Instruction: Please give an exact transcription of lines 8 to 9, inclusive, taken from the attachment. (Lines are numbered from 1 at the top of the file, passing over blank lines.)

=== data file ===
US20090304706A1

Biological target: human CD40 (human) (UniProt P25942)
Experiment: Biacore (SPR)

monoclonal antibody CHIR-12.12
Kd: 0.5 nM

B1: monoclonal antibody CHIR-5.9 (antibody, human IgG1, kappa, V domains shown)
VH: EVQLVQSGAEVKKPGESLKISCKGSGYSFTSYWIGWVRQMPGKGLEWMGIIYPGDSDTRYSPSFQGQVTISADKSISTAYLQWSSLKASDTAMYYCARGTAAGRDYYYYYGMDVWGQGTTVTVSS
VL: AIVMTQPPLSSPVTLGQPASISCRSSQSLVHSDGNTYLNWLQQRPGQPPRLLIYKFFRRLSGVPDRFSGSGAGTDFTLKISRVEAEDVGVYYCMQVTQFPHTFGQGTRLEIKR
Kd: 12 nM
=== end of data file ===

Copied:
VL: AIVMTQPPLSSPVTLGQPASISCRSSQSLVHSDGNTYLNWLQQRPGQPPRLLIYKFFRRLSGVPDRFSGSGAGTDFTLKISRVEAEDVGVYYCMQVTQFPHTFGQGTRLEIKR
Kd: 12 nM